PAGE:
News and Views

Neil McPherson discusses Professional Trustee Draft Standards

by Neil McPherson, Managing Director

Our Managing Director, Neil McPherson, has been quoted in a Pensions Expert article on the  Professional Trustee Standards Working Group’s draft standards for Professional Trustees. The full article is reproduced below or can be found by clicking here.

The industry-led Professional Trustee Standards Working Group has drawn up a set of draft standards for professional trustees imposing a “comply or explain” regime, but some say it is lacking in clarity.

In November, an Eversheds Sutherland survey of professional trustees found that 71 per cent of respondents want a professional body to set standards and monitor performance, while just 38 per cent were in favour of mandatory qualifications.

Six key areas, including fitness and propriety, integrity, expertise and care, impartiality and conflicts of interest, professional behaviour, and systems and controls, were outlined for professional trustees to demonstrate their competence by the PTSWG.

Launched on Wednesday, the consultation closes on March 2 2018, and the finalised standards are expected to be published in the second quarter of 2018. The working group will then develop an accreditation framework that professional trustees will be expected to meet.

Comply or explain

The standards apply to anyone falling within the Pensions Regulator’s description of a professional trustee, as set out in a policy document published in August.

They will be applied on a “comply or explain” basis, meaning professional trustees will be expected to describe how they meet each of the standards. If one of more of the standards have not been met, the trustees must explain why.

“Disclosures against the standards should improve the functioning of the market for professional trustees,” states the consultation document, adding that professional trustees should expect to be asked to provide this disclosure to employers or existing trustees when seeking appointments.

The regulator said it supports the standards and will consider compliance with them “as an indicator of fitness and propriety”.

In a statement, chief executive Lesley Titcomb said: “We know from our research that professional trustees on pension boards have a positive effect on governance and administration across thousands of schemes. Professional trustees should be able to demonstrate that they have sufficient expertise, knowledge and skills to perform the role”.

Richard Butcher, managing director at professional trustee company PTL and chair of the Pensions and Lifetime Savings Association, said he agreed with the ‘comply or explain’ concept in principle.

However, he said: “What’s to stop an unscrupulous professional trustee saying ‘I comply’… and then doing exactly the opposite?”

Third-party oversight needed

Butcher said it is difficult for corporates and trustee boards to be certain about whether a professional trustee is giving a genuine disclosure of quality, particularly when there is no third party reviewing it.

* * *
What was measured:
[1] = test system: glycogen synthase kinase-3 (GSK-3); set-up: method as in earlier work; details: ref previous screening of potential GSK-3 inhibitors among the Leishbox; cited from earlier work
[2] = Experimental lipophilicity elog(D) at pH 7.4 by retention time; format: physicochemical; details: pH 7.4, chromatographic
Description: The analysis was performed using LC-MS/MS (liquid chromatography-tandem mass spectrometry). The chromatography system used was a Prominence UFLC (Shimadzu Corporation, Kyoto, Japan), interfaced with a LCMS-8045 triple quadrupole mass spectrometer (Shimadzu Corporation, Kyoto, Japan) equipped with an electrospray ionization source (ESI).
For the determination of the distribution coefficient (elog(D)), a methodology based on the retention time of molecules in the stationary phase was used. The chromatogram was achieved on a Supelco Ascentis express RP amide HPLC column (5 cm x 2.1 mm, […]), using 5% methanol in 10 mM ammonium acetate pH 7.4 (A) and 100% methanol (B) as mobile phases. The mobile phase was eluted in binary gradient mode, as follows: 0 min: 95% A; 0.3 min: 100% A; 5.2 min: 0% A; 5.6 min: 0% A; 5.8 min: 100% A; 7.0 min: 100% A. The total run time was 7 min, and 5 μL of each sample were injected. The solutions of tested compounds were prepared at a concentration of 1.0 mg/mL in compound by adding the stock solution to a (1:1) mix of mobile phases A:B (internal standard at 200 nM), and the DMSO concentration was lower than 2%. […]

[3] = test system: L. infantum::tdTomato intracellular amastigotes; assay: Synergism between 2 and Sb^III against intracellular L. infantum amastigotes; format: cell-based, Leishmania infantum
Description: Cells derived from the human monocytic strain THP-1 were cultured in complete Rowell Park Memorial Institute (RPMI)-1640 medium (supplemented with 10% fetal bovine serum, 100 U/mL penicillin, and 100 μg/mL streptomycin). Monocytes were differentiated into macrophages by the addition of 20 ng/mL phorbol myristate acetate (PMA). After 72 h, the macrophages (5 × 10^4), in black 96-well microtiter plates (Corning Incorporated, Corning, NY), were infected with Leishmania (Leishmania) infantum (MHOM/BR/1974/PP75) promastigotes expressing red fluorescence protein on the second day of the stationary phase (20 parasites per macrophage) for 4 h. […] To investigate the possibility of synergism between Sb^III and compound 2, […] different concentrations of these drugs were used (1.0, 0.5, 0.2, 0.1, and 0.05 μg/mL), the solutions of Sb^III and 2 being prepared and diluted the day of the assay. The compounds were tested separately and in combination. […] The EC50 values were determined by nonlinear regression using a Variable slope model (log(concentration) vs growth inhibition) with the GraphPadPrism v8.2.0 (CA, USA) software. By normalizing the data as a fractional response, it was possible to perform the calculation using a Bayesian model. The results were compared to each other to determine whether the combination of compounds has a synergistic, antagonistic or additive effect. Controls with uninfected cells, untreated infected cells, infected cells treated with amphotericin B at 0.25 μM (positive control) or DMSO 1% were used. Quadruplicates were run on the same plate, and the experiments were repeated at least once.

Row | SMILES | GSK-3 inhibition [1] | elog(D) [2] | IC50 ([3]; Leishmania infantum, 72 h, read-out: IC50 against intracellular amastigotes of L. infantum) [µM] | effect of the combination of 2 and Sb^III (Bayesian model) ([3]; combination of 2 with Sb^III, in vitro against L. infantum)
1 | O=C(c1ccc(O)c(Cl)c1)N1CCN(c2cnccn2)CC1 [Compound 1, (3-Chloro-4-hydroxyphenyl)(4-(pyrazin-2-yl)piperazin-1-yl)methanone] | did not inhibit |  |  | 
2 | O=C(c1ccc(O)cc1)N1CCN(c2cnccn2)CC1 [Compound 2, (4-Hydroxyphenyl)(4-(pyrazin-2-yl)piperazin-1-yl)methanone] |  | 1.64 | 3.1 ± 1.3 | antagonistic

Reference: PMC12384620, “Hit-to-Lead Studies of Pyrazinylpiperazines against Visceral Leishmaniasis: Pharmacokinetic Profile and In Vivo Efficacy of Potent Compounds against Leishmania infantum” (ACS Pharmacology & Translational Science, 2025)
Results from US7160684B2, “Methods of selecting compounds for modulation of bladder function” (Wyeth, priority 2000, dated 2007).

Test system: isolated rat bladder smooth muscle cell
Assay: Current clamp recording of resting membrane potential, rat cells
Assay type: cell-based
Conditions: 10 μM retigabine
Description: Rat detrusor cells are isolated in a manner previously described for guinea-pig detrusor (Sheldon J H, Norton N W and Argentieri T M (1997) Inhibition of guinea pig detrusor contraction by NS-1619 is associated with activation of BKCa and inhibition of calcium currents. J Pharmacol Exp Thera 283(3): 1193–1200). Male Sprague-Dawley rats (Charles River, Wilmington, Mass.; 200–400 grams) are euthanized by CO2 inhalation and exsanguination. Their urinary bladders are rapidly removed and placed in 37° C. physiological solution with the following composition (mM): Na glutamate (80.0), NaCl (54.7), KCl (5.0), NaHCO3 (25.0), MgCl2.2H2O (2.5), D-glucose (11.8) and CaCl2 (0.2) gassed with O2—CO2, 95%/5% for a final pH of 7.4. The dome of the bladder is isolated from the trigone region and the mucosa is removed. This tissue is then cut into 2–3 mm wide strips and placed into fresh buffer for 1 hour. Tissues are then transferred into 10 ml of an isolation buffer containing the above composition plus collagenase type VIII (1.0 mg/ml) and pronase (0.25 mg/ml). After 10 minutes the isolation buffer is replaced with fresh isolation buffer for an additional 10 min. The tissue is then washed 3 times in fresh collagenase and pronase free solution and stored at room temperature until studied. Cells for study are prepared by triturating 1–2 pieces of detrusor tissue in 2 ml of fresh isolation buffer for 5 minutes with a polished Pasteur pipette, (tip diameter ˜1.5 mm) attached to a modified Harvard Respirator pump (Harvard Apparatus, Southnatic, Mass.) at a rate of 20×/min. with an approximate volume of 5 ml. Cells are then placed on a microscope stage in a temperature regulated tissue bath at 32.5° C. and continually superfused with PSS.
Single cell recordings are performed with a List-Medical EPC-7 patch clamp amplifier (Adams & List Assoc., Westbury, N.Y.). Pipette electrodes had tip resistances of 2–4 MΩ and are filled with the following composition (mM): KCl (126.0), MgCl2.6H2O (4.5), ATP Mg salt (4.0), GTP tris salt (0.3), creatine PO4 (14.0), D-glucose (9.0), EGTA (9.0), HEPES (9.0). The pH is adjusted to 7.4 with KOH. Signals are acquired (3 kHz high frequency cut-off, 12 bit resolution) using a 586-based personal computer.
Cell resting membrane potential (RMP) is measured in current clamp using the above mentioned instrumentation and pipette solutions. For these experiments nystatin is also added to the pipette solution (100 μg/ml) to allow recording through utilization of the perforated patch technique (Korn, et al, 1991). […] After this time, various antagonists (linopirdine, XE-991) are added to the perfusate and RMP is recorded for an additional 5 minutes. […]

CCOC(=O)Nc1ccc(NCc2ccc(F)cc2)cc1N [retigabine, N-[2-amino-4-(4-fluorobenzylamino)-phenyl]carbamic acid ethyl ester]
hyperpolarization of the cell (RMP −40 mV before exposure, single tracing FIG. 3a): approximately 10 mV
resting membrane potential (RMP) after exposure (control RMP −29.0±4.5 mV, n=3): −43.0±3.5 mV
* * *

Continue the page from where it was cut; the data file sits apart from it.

“The objective is noble and reasonable and probably right, but it’s just not very robust,” he said.

Butcher noted that many of the six points are difficult to comply or explain, such as acting with honesty and integrity.

“What they need really is demonstrable metrics… you need to have provisions that can be measured and then there probably needs to be some sort of third-party oversight of those measurable qualities,” he added.

Tim Middleton, member of the PTSWG and technical consultant at the Pensions Management Institute, said that the difficult part of this is going to be “the accreditation process, how this is actually all evidenced”.

He said the working group has had a lot of discussion about this, and “at this point we really don’t want to rule things out, and so we’d like to hear opinions from everybody who is working in professional trusteeship as to how they think that this can most effectively be managed”.

Trustee chair role crucial to boosting standards

Part of the consultation focuses on additional standards for professional trustees who act as chairs. It sets out standards on board leadership and board and chair quality, arguing that the chair “sets the tone and provides strategic direction for the trustee board as a whole”.

Butcher disagreed with this: “The board should set the strategic direction under the leadership of the chair, but it’s not up to the chair to set the strategic direction.”

Neil McPherson, managing director at Capital Cranfield Trustees, however, stressed that the chair is “responsible for raising [trustee knowledge and understanding] and the balance of the whole board” and therefore “absolutely essential to raising standards, whether that chair is a lay trustee or a professional trustee”.

He noted that the consultation is “putting a ring around what should already be there” in terms of high standards among professional trustees.

The regulator has stated it does not consider independence to determine whether a person is a professional trustee. It maintains that, while professional trustees are often independent, this is not always the case because they may have employment links with the employer, for example. It is also possible for a lay trustee to be independent.

McPherson noted that “independence” was missing from the list of key areas in the consultation. He believes independence as a characteristic should be a definitional aspect of professional trustees.

“That plays a very important role in addressing potential conflicts of interest if you’re appointing a trustee firm, but also from what you expect from your professional trustee,” he said.

Middleton said the absence of independence in the list of key areas “stems from the Pensions Regulator’s definition of what a professional trustee is”.